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  • Heart Blackened – Jung Ji-woo remakes Fei Xing’s Silent Witness in which a wealthy CEO hires a fancy lawyer to defend his daughter who has been charged with the murder of her step-mother, a famous pop-star.
  • Love+Sling – father and son wrestlers face off when the girl next door turns down the son’s confession because she likes the dad…
  • The Princess and the Matchmaker – thematic sequel to The Face Reader starring Shim Eun-kyung as a princess who prefers the astronomer brought in to find the perfect match to anyone he suggests.
  • Seven Years of Night – thriller taking place over seven years beginning with the death of an innocent girl. Q&A chaired by Anton Bitel.
  • Little Forest – a lost young woman retreats to her country home in Yim Soon-rye’s take on the much loved Japanese manga. Review.
  • The Witness – a middle-aged salaryman witnesses a murder but selfishly keeps quiet even as the death toll rises.
  • Hotel by the River – the latest (?) from Hong Sang-soo in which a poet and his two estranged sons chat about death .

Woman’s Voices

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  • Hit the Night – Bitch on the Beach‘s Jeong Ga-young once again stars as an extremely forward screenwriter “interviewing” her crush on the pretext of research. Jeong Ga-young will be present for a Q&A moderated by Sophie Brown as well as for a director talk at Kingston University at 11.30am on 7th November.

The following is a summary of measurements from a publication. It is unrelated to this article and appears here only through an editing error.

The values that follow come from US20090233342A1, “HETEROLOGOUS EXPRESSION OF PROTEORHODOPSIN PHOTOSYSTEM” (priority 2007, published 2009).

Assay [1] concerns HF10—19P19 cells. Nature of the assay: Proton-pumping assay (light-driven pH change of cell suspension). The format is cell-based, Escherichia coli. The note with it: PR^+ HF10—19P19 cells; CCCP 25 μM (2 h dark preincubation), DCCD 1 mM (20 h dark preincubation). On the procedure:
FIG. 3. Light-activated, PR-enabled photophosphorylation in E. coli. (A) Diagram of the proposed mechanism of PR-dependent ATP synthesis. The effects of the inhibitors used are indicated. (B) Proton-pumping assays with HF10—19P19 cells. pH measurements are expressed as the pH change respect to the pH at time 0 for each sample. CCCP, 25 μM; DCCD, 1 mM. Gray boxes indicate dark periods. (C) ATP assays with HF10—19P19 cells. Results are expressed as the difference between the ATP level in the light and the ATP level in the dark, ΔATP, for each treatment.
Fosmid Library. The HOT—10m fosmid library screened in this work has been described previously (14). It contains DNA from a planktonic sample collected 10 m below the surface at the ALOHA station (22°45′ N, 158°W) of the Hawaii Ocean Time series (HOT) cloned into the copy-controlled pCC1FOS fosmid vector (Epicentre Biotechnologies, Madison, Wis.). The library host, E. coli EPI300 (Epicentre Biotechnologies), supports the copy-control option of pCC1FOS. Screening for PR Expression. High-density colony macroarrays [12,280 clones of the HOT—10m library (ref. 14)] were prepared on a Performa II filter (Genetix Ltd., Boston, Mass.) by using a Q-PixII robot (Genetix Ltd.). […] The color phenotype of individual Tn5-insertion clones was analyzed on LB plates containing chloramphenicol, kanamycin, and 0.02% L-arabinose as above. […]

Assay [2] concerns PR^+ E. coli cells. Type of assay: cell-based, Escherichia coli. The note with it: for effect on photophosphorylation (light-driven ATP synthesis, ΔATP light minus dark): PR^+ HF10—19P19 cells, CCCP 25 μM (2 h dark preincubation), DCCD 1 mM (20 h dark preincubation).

• For Vagina’s Sake – documentary in which director Kim Bo-ram travels around the world exploring attitudes to menstruation.
  • Grown Up – filmmaker Jang Hye-yeong chronicles the process of bringing her disabled sister home to live with her in Seoul.
  • Women’s Voices Shorts Programme

Indie Firepower

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  • Motel Cactus – a series of encounters take place at a love hotel in Seoul. Introduction by Tony Rayns.
  • Camel(s) – a middle-aged couple have a lengthy one night stand in Park Ki-yong’s indie drama. Park Ki-yong will be present for a Q&A.
  • Old Love – Park Ki-yong’s most recent film in which old lovers reconnect at Incheon airport. Park Ki-yong will be present for a Q&A.
  • Adulthood  – a 14-year-old girl’s life is turned upside-down when her long lost uncle shows up at her father’s funeral and cheats her out of her inheritance. In order to get the money back she has to pose as his daughter so he can scam a lonely pharmacist. Review.
  • Back From The Beat – an aspiring DJ’s life is disrupted when he makes an unwise remark about employment rights. Introduction by Tony Rayns.

Contemporary Classics: Lee Myung-se & The 1990s

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The subject for this year’s classic film special focus is director Lee Myung-se who began his career with Gagman back in 1988.  Lee will be present at each of the screenings for a Q&A. 

  • My Love, My Bride – Park Joong-hoon and Choi Jin-sil star as a mismatched couple in Lee’s romantic comedy.
  • First Love – an aspiring actress falls head over heels for a chain smoking writer from Seoul.